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Quick Reads + Environment

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Latest stories from Quick Reads + Environment

Call to Stop Construction to Protect the Leopard Cats in Taiwan

A small leopard cat. Photo is taken by the Wildlife First Aid Station and reprinted by leopardcatgo. CC BY-NC 2.0

A small leopard cat. Photo is taken by the Wildlife First Aid Station and reprinted by leopardcatgo.

Leopard cat is listed as a vulnerable species [zh] in Taiwan. Since the big cats live in the forests and jungles in both plains and in hilly areas and their home range is very broad, their habitats in Taiwan are easily disturbed by new construction projects. The Taiwanese environmental evaluation committee had temporally rejected the request from the Miaoli Government to develop an alternative road in Miaoli across the habitat of leopard cats on April 16 2014 after a round of protests and petition. However, this development project was not dropped, and more development projects in this area are coming up. A facebook page [zh] was set up so people who want to protect the leopard cats in Taiwan can be well informed and mobilized.

East Timorese Protect Land Rights Against Australian Cement Plant Deal

The announcement of a new cement plant project by an Australian company in Baucau, northeast of East Timor, has led local community groups to set up a non-governmental organization “to protect and preserve the communities’ rights to their culture, development and traditional land rights.”

According to the community organization, Kapeliwa, the government of East Timor gave the largest construction company in Western Australia, BGC, permission to construct [tet] a cement plant with the annual capacity of 1.5 million tons in Baucau, as well as a license to extract limestone for 100 years. The construction project was awarded to the South Korean company POSCO E&C, from East Timor’s TL Cement (“a special purpose corporation wholly owned by BGC”), in December 2013.

Kapeliwa was publicly launched on April 19, 2014, by a group of intellectuals from Kaisido, Parlamento, Lialailesu and Osowa - four villages located in the northeast coast of Timor-Leste, Baucau district. The four villages, situated near the airport of the country's second city, are part of the administrative area of Suco Tirilolo, where the minority ethno-lingusitic community Uaima'a live.

In the first public meeting with the community members and leaders of the four villages, the group's founders presented the ”potential positive and negative impact of the proposed cement factory in and on Uaima'a land known as Kaisido.” The group claims that there is lack of information about this project and that there hasn't been a proper viability study for the development.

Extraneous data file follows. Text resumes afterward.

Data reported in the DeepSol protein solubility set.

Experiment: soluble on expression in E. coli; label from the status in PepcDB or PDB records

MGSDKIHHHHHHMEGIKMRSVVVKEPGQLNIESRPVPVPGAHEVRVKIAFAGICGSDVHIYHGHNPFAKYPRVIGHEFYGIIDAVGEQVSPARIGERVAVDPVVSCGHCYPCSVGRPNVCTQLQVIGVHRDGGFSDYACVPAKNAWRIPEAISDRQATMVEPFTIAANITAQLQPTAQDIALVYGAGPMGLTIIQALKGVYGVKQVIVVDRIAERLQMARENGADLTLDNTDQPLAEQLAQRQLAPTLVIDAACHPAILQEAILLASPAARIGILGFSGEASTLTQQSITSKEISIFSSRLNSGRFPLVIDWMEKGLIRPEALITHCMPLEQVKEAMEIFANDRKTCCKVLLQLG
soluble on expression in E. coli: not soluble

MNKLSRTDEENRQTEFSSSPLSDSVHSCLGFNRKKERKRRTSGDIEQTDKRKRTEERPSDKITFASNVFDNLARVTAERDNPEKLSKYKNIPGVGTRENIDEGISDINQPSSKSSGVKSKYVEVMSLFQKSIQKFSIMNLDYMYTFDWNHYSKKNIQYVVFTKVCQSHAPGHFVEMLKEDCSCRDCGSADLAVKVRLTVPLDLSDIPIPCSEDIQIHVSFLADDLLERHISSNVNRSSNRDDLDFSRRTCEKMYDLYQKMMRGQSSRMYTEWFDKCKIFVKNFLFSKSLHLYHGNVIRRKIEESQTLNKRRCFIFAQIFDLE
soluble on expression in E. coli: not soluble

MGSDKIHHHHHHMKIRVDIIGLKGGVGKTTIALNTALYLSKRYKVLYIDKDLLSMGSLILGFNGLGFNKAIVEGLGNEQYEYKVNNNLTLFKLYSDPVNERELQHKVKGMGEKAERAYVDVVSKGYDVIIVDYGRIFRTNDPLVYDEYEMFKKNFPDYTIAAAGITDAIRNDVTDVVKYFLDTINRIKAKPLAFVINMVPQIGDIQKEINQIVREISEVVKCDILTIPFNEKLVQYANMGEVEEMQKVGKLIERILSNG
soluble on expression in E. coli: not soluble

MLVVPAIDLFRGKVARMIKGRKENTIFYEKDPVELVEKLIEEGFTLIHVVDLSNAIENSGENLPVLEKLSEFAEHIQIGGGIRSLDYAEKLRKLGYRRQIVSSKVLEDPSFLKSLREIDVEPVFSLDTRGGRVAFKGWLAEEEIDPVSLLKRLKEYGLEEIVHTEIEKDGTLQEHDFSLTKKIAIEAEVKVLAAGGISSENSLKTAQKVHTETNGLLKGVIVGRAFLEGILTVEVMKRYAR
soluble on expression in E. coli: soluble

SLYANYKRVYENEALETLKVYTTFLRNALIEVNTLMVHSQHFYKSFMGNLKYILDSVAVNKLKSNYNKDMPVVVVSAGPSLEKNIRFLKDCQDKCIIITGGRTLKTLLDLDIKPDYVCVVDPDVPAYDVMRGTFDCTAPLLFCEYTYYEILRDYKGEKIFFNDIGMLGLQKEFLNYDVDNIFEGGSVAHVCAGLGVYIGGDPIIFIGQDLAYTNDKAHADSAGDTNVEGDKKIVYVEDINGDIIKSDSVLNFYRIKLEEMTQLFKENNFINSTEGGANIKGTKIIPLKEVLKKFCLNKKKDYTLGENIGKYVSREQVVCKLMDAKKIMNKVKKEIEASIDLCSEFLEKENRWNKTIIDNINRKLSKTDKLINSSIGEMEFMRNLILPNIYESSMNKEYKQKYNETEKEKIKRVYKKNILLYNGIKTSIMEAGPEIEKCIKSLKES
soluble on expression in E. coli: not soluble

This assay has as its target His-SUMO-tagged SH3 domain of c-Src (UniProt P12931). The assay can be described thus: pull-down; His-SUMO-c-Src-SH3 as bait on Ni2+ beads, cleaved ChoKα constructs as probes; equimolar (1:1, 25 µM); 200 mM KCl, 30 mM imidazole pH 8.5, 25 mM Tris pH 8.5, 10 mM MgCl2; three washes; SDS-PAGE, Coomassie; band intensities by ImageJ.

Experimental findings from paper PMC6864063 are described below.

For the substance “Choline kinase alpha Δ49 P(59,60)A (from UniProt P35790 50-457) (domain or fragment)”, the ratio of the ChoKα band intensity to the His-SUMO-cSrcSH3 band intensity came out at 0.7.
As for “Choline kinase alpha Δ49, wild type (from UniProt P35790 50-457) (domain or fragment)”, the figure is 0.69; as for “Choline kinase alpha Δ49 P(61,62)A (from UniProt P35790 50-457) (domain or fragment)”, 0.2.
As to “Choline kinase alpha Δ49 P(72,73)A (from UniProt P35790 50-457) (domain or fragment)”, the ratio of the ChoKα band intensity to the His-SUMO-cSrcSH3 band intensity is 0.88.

Will there be a Popular Consultation for Yasuní?

(All links are in Spanish, otherwise noted as [en] for English)

Following the president's decision last year to exploit the oil fields in Parque Nacional Yasuní [en] [Yasuní National Park] an oppositional movement began and became quickly organized. It started carrying out marches for collecting signatures in order to hold a popular consultation regarding Yasuni's fate. 

On Saturday, April 12th the Yasunidos collective, along with other organizations, presented almost 750,000 signatures before the CNE [National Electoral Board, for its Spanish name] so that it may be passed on to the Consulta Popular del Yasuní ITT [The Yasuní ITT Popular Consultation]. The CNE accounted for receiving the signatures and indicates that the minimum signatures required were 583,324. It also announced that the signature verification procedure started on Monday, April 14th. 

However, on Thursday, April 17th an incident occurred involving Yasunidos members. They blocked the boxes, containing the forms of the collected signatures, from being transferred between the CNE and the signature verification center. They claimed there were irregularities in the procedure. 

They want to take the boxes away without our consent despite the petition to postpone the procedure until we're certain.

On Friday, April 18th the CNE announced that the procedure is advancing in accordance to the established timetable and that the presence of supervisors guarantees its transparency and proper conduct. Nevertheless, activists continue to denounce irregularities with the procedure.

The military @FFAAECUADOR closes the door on #Yasunidos #DefiendeTuFirma [Defend your signature] #Yasuní 

20-40% of Water Sector Finances Are Lost to Corruption in Africa

Access to water is a human right; Source: actionaid.org with permission

Mustapha Sesay, West Africa Water Integrity Ambassador wrote about corruption in the water sector on the West Africa WASH Journalists Network :